Most Palestinians in West Bank Oppose Stabbing Attacks on Israelis, New Poll Shows

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A Palestinian demonstrator has a knife in his belt and rocks in his hand during clashes with Israeli troops, near Ramallah, West Bank, Oct. 18, 2015. Credit: AP

A survey has found a sharp split between Gaza and the West Bank over the latest wave of violence with Israel, with 79 percent in Gaza backing the stabbing attacks on Israelis, compared to 54 percent of Palestinians in the West Bank who oppose them.

But the survey, conducted by the Palestinian research institute JMCC, Jeruslem Media and Communications center earlier this month, found further that 55.9 percent of Palestinian support the current intifada, and 41 percent were opposed. The data didn't get into what form of protest Palestinians preferred to the stabbings.

Of 1,200 Palestinians above 18 questioned in face-to-face interviews, 69 percent said they still supported a two state solution, with 24.8 percent calling for a single state, but with full equality. The average age of respondents was 38, and the poll had a margin of error of three percent.

Respondents showed a decline in support for Palestinian President Mahmoud Abbas, with only 45.3 percent satisfied with his performance compared to 52.4 percent in August.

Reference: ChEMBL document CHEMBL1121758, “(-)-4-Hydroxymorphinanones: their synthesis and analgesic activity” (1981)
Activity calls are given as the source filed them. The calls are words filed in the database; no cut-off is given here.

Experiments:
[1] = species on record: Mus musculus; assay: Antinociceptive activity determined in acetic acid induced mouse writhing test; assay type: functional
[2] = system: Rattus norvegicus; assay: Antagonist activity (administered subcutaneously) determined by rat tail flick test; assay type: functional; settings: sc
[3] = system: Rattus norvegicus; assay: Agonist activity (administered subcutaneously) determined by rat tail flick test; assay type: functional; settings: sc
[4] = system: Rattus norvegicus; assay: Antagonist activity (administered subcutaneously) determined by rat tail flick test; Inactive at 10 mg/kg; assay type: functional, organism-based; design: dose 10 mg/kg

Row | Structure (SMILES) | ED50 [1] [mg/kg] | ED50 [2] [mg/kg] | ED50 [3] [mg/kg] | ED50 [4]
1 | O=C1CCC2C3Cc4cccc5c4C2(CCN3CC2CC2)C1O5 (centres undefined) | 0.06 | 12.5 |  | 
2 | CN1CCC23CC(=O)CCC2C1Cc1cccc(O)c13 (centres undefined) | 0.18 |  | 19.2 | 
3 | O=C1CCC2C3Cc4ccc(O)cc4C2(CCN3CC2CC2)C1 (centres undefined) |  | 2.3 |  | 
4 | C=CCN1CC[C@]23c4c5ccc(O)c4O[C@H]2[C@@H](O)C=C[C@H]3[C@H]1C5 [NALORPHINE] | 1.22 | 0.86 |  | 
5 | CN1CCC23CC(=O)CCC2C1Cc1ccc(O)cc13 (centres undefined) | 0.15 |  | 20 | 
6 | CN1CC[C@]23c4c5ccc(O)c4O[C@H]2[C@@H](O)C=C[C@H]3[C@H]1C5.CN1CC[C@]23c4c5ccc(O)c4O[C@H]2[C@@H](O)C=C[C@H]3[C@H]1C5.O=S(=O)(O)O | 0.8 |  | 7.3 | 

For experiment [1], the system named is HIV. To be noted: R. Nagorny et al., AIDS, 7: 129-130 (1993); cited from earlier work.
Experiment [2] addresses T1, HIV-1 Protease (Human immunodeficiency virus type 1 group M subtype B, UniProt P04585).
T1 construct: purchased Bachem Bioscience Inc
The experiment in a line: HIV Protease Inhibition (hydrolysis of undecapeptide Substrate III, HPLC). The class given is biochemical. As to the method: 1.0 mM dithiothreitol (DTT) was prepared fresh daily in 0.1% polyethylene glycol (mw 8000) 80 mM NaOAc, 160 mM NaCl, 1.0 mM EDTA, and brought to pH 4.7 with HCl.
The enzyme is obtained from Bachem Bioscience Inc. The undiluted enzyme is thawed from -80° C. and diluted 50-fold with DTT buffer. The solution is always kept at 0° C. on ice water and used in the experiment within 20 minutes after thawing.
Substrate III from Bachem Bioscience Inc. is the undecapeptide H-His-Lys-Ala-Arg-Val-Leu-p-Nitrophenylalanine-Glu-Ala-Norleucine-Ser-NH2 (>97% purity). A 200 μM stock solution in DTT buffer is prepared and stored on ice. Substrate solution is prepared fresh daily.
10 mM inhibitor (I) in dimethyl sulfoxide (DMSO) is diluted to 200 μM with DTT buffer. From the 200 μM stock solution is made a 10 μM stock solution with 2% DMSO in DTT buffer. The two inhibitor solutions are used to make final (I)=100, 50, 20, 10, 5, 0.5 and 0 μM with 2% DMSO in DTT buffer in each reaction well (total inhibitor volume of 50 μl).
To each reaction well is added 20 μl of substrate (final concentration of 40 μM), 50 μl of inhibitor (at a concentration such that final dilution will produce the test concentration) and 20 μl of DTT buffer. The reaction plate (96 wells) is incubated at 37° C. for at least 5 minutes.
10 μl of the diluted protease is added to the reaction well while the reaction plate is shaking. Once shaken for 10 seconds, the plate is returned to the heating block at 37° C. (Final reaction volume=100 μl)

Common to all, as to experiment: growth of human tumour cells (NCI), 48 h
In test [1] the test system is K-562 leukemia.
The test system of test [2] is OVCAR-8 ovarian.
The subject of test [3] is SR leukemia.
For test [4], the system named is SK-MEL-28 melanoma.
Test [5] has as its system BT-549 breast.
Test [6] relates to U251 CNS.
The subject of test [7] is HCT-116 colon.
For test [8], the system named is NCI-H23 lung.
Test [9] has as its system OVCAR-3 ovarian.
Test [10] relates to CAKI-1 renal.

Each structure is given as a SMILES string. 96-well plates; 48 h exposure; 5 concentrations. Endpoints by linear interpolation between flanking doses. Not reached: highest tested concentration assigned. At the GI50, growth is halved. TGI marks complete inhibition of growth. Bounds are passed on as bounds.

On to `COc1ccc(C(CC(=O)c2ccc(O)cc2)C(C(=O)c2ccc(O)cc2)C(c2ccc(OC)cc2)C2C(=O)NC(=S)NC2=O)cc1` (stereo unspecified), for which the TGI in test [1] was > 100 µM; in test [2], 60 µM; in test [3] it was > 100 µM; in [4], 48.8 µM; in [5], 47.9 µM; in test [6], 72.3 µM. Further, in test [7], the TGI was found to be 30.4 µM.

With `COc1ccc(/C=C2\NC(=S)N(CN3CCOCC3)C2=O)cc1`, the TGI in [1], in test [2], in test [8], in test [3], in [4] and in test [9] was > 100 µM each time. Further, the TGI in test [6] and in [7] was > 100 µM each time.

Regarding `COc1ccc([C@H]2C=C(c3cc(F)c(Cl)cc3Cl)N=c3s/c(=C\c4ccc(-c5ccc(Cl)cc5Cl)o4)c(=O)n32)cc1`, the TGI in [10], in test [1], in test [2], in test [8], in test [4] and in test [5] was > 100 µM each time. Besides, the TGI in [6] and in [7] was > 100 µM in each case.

Confidence in Hamas sunk to 16.5 percent from 22 percent a year ago, the JMCC found. Confidence in Abbas's Fatah movement rose slightly from 34 percent to 35.5 percent..

The survey found 82.1 percent of Palestinians held a negative view of the Islamist organization and only 6.1 percent had a positive one. It showed that 52.1 percent thought ISIS actions hurt the Palestinian people while only 2.8 percent rhought it advanced their cause.

Additionally, 22.5 percent of Palestinians said they would prefer the European Union as a mediator in negotiations with Israel,  with 19.2 percent choosing Egypt and only 4.9 percent opting for the United States.

Asked about security cooperation with Israel, 48.2 percent backed ending it, with 43.4 percent favoring its continuation. The survey found further that 52.7 percent of Palestinians said they'd oppose ending security coordination if it would harm civilian issues such as the receipt of permits administered by Israel. 

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